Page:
One of the things I love is that he's so good at investing new meaning and spirit into songs that, on record, you're really not that bothered about. So, Sherry Darling became the perfect party singalong on a balmy night, and Crush On You, the slightest song on the original album, was a thoroughly raucous, garage-band stomp. No Surrender, all shiny 80s production on record, rose above its sometimes corny lyrics (the last verse is great, though) to become genuinely moving, and Drive All Night sounded better than it ever has before. Hungry Heart and Two Hearts were in there too, of course, with Steve Van Zandt joining Bruce on vocals for the latter, as ever – hard not to picture him with Silvio Dante’s alarming bouffant hair, if you’re a Sopranos fan like me, but he remains a great sideman, as does Nils Lofrgen.

It wasn’t all good-time rock n’ roll, either – Murder Incorporated, Death To My Hometown and Youngstown (from the underrated Ghost of Tom Joad album), crackled with as much anger as energy, and The River itself, perhaps his best song of broken and misplaced dreams, was delivered with a heartbreaking intensity.

That carried over into the second half of the evening. The Promised Land, Badlands and Born In The USA (not played that often these days) were positively spat out, and there was a searing version of Because The Night, with Lofgren’s guitar work outstanding. The lengthy between-song chats seem to be a thing of the past, although there was as much bonhomie and good-natured showmanship as ever, and there were fewer cover versions, too, just the Isley Brothers’ Shout, mid-50s rockabilly number Seven Nights To Rock, and Creedence’s Travelin’ Band (a fixture on the original River tour, I seem to remember from my old Teardrops On The City bootleg).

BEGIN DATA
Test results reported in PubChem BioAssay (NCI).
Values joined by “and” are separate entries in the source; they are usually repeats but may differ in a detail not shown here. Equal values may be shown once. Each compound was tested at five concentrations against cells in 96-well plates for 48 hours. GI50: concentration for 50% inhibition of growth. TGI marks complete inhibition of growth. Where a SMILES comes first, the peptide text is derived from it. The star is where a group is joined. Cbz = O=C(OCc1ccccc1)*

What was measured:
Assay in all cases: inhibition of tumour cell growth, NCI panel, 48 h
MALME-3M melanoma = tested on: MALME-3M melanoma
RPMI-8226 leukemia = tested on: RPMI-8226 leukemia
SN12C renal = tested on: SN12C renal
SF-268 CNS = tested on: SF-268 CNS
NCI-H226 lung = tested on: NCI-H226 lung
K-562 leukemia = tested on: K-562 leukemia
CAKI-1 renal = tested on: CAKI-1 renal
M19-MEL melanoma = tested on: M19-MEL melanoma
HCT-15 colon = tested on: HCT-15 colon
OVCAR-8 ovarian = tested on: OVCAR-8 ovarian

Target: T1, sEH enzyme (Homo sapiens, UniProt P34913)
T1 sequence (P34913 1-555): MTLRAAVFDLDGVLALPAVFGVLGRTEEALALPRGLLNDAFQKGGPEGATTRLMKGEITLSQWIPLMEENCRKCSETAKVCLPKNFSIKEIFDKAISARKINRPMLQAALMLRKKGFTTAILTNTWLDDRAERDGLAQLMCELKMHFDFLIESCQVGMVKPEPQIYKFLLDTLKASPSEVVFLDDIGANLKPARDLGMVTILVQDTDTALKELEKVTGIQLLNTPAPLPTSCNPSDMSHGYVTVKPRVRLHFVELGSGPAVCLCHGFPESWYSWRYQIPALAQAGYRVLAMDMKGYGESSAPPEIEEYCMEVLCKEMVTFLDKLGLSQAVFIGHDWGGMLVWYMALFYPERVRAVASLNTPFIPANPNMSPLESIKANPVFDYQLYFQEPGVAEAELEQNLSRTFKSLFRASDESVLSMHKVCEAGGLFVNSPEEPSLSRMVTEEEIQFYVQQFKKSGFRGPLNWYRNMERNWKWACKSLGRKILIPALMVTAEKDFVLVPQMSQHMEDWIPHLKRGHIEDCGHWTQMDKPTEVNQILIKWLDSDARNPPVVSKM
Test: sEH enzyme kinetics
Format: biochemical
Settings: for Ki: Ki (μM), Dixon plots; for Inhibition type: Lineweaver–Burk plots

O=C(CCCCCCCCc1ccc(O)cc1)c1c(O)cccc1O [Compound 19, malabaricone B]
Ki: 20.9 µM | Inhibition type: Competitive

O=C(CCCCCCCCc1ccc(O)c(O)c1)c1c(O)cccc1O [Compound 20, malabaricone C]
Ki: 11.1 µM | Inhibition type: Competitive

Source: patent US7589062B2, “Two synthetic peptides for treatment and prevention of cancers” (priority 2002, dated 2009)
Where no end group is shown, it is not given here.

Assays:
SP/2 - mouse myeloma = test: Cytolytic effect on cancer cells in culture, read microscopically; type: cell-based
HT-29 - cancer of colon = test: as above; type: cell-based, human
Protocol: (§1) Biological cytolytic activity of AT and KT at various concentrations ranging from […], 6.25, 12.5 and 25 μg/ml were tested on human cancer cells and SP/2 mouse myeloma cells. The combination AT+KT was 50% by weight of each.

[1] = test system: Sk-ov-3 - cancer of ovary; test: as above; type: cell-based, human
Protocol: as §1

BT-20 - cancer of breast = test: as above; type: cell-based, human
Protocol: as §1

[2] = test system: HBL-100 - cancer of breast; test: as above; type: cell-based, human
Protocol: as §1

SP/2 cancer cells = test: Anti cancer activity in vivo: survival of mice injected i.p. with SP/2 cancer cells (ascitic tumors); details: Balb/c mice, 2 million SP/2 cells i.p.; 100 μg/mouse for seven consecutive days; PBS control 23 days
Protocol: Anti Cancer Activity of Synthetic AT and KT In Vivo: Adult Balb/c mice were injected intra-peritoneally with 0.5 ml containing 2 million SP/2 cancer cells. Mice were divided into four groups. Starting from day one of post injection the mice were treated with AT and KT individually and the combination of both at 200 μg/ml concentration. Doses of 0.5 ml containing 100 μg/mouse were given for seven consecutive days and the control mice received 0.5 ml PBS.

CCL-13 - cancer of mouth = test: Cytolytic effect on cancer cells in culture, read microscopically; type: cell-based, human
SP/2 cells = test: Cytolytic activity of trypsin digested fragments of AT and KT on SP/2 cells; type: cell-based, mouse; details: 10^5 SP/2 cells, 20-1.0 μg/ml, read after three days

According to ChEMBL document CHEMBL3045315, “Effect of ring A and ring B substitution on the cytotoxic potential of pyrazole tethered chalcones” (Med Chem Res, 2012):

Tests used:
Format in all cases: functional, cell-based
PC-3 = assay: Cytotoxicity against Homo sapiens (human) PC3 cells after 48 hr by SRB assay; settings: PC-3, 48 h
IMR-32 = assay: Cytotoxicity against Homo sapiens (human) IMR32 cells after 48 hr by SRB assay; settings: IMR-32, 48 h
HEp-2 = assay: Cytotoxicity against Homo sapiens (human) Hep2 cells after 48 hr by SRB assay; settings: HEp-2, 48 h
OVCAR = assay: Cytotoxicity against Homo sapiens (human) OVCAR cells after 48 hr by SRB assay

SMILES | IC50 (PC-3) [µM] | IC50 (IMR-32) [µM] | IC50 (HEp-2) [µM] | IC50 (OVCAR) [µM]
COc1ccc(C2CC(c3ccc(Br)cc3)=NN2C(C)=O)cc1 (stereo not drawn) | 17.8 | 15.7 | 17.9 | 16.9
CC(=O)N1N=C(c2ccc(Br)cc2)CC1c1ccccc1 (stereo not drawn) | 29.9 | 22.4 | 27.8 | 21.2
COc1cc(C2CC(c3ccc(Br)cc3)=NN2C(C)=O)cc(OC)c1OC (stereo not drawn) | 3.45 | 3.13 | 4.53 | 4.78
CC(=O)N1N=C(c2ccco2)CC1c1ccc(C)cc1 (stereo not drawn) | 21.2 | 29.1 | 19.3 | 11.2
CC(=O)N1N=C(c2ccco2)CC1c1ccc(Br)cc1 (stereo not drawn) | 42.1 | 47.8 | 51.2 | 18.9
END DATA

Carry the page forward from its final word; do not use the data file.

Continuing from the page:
He saved his anthem, Born To Run, and his best pop song, Dancing In The Dark, for the encores, plus Tenth Avenue Freeze-Out, as a tribute to the late Clarence Clemons. Jake Clemons, given the near-impossible task of replacing the Big Man on saxophone, managed to do just that throughout the evening.

That, all three hours and more of it, would have been enough on its own, for all that some personal favourites were missing – I can’t think of anyone else who I’d put up with the vagaries of stadium acoustics and visuals for. But then he was back, centre stage, on his own, with guitar and harmonica and the song that, for me, remains his finest moment. Thunder Road was delivered with the same fragility and uncertainty that marks the version on the live box set, and I don't mind admitting choking back a few tears. Next time he's over here, I'll be there.